SC: Immolating wife extreme cruelty that cannot be contained by Section 304 IPC but only by Section 302 

The Supreme Court has held that setting one’s wife on fire leading to her death is an act of such cruelty that it can only invoke Section 302 (punishment for murder) of the Indian Penal Code. 

THE Supreme Court has held that setting a person on fire leading to their death is an act of such cruelty that it can only invoke Section 302 (punishment for murder) of the Indian Penal Code (IPC).

The court made this remark while dealing with a case involving a husband pouring kerosene oil over his wife and setting her on fire, leading to her death. The husband had pleaded that Section 304 (punishment for culpable homicide not amounting to murder) and not Section 302 of the IPC should be invoked against him.

Brief facts

The appellant has been convicted under Section 302 of the IPC by a sessions court in Delhi. 

He was sentenced to undergo life imprisonment for killing his wife by pouring kerosene oil on her.

The convict appealed against the judgment of the sessions court before the Delhi High Court which dismissed the appeal on January 1, 2009. Against the high court Order, an appeal was filed before the Supreme Court.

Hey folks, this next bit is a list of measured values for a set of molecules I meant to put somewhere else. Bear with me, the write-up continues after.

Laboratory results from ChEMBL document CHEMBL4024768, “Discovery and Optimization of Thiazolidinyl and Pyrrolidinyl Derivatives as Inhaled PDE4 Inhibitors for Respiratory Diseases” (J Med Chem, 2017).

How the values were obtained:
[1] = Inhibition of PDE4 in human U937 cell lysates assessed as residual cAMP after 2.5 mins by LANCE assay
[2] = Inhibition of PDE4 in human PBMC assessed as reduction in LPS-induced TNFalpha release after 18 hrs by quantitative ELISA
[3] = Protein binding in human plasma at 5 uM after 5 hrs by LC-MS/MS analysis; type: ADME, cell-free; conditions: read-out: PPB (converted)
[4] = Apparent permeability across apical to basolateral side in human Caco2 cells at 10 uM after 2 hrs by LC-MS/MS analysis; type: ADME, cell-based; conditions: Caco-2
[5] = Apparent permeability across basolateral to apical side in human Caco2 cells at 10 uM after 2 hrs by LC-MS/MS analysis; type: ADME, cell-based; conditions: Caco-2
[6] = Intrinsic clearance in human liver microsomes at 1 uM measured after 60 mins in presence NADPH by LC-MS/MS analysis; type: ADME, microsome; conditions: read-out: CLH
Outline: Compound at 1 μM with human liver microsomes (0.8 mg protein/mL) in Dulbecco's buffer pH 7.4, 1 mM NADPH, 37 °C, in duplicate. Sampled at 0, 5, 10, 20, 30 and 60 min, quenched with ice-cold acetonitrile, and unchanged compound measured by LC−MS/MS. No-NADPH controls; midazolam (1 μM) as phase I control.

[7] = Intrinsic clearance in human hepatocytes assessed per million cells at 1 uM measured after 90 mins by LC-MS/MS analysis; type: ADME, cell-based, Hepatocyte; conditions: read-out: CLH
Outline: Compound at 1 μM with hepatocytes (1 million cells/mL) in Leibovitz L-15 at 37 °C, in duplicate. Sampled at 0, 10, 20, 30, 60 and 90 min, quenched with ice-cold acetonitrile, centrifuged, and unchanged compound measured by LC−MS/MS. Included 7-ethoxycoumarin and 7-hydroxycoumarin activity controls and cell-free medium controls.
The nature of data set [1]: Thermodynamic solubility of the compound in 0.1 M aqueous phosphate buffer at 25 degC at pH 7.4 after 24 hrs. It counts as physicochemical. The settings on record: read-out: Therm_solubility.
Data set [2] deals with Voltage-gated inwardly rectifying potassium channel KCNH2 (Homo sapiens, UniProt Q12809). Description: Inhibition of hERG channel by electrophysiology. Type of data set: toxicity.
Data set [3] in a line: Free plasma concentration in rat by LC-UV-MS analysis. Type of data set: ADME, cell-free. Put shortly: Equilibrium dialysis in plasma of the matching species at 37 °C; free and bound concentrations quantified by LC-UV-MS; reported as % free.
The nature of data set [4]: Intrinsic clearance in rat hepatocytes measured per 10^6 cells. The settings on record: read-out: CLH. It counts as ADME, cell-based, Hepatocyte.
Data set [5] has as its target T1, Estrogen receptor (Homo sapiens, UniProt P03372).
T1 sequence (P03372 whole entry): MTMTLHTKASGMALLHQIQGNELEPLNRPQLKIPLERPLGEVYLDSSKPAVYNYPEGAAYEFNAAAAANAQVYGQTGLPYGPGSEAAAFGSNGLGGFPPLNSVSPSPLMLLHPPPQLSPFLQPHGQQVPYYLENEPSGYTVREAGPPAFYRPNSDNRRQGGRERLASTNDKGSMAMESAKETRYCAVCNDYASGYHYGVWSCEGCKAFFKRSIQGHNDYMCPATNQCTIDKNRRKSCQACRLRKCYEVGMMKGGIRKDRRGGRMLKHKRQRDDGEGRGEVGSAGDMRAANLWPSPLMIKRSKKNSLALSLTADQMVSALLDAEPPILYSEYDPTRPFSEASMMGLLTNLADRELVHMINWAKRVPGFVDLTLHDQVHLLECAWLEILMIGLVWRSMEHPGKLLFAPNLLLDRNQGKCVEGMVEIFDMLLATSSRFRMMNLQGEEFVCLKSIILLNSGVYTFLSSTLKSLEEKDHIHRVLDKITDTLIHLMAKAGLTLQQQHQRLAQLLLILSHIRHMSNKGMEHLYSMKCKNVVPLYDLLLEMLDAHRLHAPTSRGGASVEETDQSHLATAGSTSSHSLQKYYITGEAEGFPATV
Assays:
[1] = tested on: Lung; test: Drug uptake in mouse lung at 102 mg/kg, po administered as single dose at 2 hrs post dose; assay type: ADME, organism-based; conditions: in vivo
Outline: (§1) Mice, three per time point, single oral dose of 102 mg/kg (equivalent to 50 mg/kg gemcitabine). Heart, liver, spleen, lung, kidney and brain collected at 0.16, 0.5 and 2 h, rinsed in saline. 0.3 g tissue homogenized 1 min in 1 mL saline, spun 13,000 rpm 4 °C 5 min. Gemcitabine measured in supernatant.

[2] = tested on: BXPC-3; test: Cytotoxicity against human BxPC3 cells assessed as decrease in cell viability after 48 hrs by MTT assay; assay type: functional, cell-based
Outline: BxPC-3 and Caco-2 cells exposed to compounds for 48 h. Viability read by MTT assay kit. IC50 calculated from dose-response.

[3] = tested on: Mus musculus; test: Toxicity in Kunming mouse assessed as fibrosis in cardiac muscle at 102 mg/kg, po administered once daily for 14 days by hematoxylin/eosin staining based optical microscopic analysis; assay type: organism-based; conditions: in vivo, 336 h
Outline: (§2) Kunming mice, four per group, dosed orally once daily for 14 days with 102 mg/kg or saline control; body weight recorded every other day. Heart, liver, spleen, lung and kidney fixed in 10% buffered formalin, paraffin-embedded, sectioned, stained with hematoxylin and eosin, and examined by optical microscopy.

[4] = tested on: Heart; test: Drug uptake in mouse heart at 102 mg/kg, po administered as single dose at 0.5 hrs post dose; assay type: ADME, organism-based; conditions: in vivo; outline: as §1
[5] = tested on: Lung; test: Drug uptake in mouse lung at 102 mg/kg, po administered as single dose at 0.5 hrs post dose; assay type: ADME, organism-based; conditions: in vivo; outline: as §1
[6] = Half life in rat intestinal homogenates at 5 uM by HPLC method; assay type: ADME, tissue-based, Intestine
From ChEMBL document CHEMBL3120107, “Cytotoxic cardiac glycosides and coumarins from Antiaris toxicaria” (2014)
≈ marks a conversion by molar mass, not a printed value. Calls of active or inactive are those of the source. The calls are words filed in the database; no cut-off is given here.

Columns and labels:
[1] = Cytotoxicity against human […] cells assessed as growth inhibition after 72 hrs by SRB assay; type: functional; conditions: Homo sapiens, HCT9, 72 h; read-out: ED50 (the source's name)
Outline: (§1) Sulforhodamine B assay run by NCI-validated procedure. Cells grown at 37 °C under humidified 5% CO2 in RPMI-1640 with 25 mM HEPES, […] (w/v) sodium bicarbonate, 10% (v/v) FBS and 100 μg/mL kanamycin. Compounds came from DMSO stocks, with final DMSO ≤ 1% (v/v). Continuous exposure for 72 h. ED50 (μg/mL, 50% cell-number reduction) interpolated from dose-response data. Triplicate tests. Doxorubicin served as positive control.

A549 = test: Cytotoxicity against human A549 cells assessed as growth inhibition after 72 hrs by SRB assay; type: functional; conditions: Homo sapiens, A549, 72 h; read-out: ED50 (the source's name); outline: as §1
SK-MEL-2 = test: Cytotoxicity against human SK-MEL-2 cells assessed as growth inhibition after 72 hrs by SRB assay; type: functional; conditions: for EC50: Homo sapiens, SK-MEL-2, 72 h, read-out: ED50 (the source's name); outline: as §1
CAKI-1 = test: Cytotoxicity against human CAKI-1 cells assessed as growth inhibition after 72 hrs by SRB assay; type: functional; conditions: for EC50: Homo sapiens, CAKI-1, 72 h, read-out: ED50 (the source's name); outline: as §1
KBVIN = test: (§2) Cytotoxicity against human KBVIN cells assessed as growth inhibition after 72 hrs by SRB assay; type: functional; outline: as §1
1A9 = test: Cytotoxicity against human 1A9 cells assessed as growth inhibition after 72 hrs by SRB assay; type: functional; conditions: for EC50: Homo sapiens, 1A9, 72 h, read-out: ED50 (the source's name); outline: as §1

The appellant argued before the Supreme Court that he had no intention to kill his wife. He submitted that after pouring kerosene oil on his wife, he tried to extinguish the fire by pouring water over her.

As per the appellant, his case falls under Part I of Section 304 and not Section 302.

The Supreme Court appointed advocate Aditya Singh as amicus curiae in this case.

Singh submitted that the guilt of the appellant is proved beyond reasonable doubt. He told the court that the concurrent findings of facts recorded by the two courts need not be interfered with by the Supreme Court.

What did the Supreme Court say?

Based on the material placed before it, a Supreme Court division Bench of Justices Bela M. Trivedi and Ujjal Bhuyan held that it found no merit in the argument of the appellant that his case falls under Section 304.

The court reasoned that the appellant did not raise this contention during the trial or when his statement was recorded under Section 313 (power to examine the accused) of the Code of Criminal Procedure.

Hence, the court found that there is no illegality or infirmity in the judgments of the sessions court and the Delhi High Court.

The appellant’s sentence was suspended in 2012. After the dismissal of this petition, the Supreme Court has directed him to surrender before the concerned jail authorities within four weeks from January 10, 2024. 

If the appellant fails to surrender, the Supreme Court has directed the sessions court to issue a non-bailable warrant against him.

Click here to read the order